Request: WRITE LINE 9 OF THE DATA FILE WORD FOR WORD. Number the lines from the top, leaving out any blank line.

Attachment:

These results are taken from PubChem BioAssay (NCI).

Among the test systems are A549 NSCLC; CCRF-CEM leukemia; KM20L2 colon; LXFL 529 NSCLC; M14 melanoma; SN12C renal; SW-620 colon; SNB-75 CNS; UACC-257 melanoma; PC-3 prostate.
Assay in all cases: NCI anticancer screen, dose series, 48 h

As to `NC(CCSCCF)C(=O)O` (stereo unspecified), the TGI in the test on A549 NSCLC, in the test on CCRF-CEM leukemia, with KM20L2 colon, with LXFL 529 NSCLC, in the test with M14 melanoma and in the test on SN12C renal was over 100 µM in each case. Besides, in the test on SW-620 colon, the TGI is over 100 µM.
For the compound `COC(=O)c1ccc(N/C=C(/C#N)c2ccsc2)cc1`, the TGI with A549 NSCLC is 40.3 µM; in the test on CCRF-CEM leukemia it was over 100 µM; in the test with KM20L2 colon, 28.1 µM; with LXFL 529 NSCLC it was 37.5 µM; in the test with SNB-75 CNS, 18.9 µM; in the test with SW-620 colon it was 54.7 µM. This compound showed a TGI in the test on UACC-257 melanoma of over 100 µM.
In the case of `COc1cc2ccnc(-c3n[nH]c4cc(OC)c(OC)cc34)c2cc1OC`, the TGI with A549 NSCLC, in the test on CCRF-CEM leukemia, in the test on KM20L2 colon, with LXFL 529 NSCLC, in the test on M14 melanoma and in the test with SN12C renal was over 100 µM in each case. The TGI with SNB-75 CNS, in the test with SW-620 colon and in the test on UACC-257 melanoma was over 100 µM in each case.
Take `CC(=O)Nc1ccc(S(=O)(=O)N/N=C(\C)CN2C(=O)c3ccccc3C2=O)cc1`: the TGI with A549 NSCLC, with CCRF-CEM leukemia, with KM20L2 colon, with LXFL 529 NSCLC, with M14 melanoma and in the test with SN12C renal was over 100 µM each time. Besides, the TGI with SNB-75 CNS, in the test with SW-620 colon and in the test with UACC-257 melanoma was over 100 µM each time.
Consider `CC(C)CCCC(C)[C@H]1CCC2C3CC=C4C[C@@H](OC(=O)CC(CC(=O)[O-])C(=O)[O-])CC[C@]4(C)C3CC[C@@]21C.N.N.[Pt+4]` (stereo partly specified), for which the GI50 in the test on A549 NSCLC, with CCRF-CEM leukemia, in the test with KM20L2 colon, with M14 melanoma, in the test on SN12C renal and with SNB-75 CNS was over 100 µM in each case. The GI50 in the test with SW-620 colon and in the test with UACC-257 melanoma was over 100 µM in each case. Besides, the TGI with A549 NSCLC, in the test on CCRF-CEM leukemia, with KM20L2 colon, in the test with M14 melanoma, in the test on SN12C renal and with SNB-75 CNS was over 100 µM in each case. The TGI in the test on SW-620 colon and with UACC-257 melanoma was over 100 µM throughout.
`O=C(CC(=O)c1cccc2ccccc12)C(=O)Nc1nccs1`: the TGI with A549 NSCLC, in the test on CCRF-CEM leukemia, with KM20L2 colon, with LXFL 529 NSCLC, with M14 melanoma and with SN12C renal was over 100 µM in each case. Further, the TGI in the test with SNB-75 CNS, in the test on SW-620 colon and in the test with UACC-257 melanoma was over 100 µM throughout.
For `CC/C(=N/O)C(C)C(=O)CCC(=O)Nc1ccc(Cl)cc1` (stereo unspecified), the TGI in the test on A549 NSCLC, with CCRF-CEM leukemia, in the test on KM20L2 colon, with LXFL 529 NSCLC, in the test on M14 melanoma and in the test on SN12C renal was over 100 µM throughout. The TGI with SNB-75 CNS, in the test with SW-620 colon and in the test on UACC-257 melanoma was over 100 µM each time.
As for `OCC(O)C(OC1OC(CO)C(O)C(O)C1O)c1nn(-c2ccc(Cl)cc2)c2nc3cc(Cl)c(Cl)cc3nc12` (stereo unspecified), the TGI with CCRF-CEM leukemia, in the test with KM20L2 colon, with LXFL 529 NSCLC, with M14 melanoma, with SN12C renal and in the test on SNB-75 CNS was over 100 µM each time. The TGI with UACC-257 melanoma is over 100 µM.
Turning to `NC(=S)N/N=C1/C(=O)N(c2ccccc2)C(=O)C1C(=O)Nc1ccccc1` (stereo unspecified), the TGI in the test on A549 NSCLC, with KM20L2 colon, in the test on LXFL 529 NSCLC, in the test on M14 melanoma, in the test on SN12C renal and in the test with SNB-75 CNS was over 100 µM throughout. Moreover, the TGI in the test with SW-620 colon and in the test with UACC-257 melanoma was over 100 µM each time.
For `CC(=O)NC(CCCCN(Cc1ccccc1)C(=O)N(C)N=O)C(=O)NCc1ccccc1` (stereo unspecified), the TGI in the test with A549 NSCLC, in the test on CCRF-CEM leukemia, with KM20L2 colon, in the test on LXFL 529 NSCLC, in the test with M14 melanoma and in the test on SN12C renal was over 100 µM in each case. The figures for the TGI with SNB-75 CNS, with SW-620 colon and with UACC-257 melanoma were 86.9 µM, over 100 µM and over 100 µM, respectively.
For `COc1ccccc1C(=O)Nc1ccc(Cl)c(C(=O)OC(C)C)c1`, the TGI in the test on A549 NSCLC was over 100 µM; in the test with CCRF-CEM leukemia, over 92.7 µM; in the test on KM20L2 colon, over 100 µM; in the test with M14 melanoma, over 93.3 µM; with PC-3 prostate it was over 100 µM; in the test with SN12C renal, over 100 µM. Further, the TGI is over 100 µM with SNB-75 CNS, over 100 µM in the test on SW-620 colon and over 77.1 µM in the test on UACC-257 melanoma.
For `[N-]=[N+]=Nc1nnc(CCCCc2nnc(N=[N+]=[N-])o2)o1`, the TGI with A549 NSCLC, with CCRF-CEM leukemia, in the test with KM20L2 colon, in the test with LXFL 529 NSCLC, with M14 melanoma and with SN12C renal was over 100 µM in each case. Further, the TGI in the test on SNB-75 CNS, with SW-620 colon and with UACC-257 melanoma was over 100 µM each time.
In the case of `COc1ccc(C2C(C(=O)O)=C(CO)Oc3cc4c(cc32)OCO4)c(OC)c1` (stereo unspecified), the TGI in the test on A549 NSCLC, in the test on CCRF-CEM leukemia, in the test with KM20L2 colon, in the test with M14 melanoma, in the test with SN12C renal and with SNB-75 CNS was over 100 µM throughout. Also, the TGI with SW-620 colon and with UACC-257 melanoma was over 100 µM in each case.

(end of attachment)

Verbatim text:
`O=C(CC(=O)c1cccc2ccccc12)C(=O)Nc1nccs1`: the TGI with A549 NSCLC, in the test on CCRF-CEM leukemia, with KM20L2 colon, with LXFL 529 NSCLC, with M14 melanoma and with SN12C renal was over 100 µM in each case. Further, the TGI in the test with SNB-75 CNS, in the test on SW-620 colon and in the test with UACC-257 melanoma was over 100 µM throughout.